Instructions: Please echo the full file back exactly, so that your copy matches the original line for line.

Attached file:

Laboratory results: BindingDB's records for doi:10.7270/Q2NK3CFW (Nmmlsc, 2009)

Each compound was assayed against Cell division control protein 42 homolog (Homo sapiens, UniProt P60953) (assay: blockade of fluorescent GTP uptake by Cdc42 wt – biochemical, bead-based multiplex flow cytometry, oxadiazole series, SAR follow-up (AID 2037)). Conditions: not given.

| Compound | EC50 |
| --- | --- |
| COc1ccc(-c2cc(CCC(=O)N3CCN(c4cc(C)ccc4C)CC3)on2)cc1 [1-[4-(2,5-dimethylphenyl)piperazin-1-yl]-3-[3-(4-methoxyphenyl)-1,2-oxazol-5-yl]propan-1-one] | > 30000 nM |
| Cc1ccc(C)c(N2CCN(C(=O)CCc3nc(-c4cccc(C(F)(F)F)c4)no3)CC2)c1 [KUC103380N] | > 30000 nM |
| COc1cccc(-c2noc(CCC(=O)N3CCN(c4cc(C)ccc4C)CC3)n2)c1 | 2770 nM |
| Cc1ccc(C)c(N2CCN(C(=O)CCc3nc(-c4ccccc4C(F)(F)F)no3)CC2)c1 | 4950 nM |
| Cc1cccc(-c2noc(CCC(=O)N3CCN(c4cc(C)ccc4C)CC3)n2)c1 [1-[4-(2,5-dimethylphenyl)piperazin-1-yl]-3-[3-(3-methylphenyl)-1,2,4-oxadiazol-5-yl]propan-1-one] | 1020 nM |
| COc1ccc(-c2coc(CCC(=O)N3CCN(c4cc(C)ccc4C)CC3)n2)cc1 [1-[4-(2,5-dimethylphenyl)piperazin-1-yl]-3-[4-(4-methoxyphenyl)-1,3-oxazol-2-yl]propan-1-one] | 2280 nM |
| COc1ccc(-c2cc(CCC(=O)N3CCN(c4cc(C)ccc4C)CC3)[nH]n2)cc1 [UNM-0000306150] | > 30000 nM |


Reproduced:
Laboratory results: BindingDB's records for doi:10.7270/Q2NK3CFW (Nmmlsc, 2009)

Each compound was assayed against Cell division control protein 42 homolog (Homo sapiens, UniProt P60953) (assay: blockade of fluorescent GTP uptake by Cdc42 wt – biochemical, bead-based multiplex flow cytometry, oxadiazole series, SAR follow-up (AID 2037)). Conditions: not given.

| Compound | EC50 |
| --- | --- |
| COc1ccc(-c2cc(CCC(=O)N3CCN(c4cc(C)ccc4C)CC3)on2)cc1 [1-[4-(2,5-dimethylphenyl)piperazin-1-yl]-3-[3-(4-methoxyphenyl)-1,2-oxazol-5-yl]propan-1-one] | > 30000 nM |
| Cc1ccc(C)c(N2CCN(C(=O)CCc3nc(-c4cccc(C(F)(F)F)c4)no3)CC2)c1 [KUC103380N] | > 30000 nM |
| COc1cccc(-c2noc(CCC(=O)N3CCN(c4cc(C)ccc4C)CC3)n2)c1 | 2770 nM |
| Cc1ccc(C)c(N2CCN(C(=O)CCc3nc(-c4ccccc4C(F)(F)F)no3)CC2)c1 | 4950 nM |
| Cc1cccc(-c2noc(CCC(=O)N3CCN(c4cc(C)ccc4C)CC3)n2)c1 [1-[4-(2,5-dimethylphenyl)piperazin-1-yl]-3-[3-(3-methylphenyl)-1,2,4-oxadiazol-5-yl]propan-1-one] | 1020 nM |
| COc1ccc(-c2coc(CCC(=O)N3CCN(c4cc(C)ccc4C)CC3)n2)cc1 [1-[4-(2,5-dimethylphenyl)piperazin-1-yl]-3-[4-(4-methoxyphenyl)-1,3-oxazol-2-yl]propan-1-one] | 2280 nM |
| COc1ccc(-c2cc(CCC(=O)N3CCN(c4cc(C)ccc4C)CC3)[nH]n2)cc1 [UNM-0000306150] | > 30000 nM |